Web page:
Though the company may be uniquely qualified to take on building one of the world’s few smart cities from the ground up, that isn’t to say there haven’t been unique challenges along the way as well. As is the case with many African governments, Kenya is not immune to some forms of minor government corruption being widely accepted.

However, Anna Vaughn, a director of Tetra Tech’s Business Development Support Services in Fort Collins, said the oversight of the World Bank, which supplied initial funding, was important in overcoming the everyday graft that sometimes infiltrates African business ventures. But moving developers and builders through government licensing is also a challenge at times.

“Fiscal issues are often a big deal,” Vaughn said, noting that the smart city may be the largest priority in Kenya’s 2030 Vision plan but not the only priority. A smaller country by economic measure, Kenya is also seeking to convert transportation to a standard gauge rail line, as well as building a major international port.

But Kenya isn’t necessarily a backward country, either. Vaughn said it is a bit amusing to see local goat herders using their smartphones to purchase water for the flocks, as non-currency transactions — called Mobile or M-Pesa, from the Swahili name for money, Pesa — are more common than cash.

Learning to deal with Kenyan society and culture has been an eye-opening experience, according to these Tetra Tech execs, and also an important part of the venture. Not only are they developing a 30-year vision of a city, but they also have to accommodate the growth of governmental and societal functions, including municipal operations, fire and police services, that usually come in tandem with a city’s growth.

“We are bringing the knowledge that we’ve gained from working throughout the world to bear on this project,” Lenzotti said about Tetra Tech’s 50-year history.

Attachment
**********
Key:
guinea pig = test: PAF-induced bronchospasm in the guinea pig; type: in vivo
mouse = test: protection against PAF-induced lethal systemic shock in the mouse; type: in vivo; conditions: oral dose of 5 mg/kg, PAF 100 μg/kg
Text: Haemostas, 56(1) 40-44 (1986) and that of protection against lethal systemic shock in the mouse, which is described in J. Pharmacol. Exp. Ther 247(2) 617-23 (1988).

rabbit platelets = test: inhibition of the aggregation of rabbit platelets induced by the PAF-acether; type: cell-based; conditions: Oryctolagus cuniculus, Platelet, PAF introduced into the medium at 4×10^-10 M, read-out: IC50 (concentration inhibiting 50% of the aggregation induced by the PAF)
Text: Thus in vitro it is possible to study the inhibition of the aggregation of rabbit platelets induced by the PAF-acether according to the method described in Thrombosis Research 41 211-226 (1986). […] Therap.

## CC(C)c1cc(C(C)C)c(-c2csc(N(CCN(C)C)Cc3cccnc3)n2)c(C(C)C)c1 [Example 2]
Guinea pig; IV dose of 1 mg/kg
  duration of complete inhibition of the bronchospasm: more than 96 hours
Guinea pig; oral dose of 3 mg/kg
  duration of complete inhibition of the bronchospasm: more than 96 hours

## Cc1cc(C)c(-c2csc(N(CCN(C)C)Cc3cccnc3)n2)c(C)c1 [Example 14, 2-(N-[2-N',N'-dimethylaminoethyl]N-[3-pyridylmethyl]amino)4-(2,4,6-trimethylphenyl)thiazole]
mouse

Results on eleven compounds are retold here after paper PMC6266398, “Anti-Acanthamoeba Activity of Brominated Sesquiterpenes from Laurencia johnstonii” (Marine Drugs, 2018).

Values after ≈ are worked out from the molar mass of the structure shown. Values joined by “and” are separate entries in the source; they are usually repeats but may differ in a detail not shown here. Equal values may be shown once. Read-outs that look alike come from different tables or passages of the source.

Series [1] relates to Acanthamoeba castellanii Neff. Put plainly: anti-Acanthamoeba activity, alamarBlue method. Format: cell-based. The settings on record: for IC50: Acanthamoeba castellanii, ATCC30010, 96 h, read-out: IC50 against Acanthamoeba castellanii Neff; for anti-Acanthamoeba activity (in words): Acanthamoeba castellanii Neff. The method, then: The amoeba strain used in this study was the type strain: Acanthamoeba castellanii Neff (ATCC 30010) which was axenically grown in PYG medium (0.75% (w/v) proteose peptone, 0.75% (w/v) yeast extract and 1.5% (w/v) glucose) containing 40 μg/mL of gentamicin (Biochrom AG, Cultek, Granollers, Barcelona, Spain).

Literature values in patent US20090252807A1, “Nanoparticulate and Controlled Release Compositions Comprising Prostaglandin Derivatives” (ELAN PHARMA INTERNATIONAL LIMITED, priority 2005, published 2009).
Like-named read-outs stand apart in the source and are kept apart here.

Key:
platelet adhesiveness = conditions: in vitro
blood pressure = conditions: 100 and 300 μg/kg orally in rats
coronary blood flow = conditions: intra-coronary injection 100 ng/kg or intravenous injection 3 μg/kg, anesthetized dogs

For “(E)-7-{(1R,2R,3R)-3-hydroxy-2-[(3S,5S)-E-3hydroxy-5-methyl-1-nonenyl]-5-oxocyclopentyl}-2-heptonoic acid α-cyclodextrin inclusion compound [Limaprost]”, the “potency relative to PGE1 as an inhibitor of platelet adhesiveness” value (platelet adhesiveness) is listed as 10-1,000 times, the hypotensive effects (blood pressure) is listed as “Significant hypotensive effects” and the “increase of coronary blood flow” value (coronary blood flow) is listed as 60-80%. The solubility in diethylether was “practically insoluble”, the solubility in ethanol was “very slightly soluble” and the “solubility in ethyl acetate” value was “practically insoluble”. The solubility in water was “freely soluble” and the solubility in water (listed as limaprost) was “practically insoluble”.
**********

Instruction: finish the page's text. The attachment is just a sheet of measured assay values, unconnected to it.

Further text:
“We’re a big company (with $2.6 billion in annual revenue), but we communicate more like a smaller company, so we’re able to bring resources from our employees across the globe to bear,” he said. “But everything we’re learning is also being transposed back to places we work in like Colorado, to make our company even stronger and more efficient.”

That knowledge can be significant as major cities across the globe move to retrofit into smart cities, and the Kenyan model will provide important financial and environmental data on the success, or potentially the failures, of efforts made in building a smart city from the ground up.

Lenzotti noted that the effort is already affecting his day-to-day thinking about what should be the first priorities in cities, from monitoring water and energy use, to vacuum systems for trash removal and smart parking systems for cars.

“On the way here, I was stuck on I-25 where there was a rollover accident, and I was thinking that all of the traffic signalization along the detour routes should be optimized to the specific event,” he said.

“We’re looking at building more holistic and sustainable cities, and how a successful city can be built for the first time in Africa,” he said. “But we are also looking to turn this over to the Kenyans as soon as possible, so through capacity building, we are working our way out of a job.”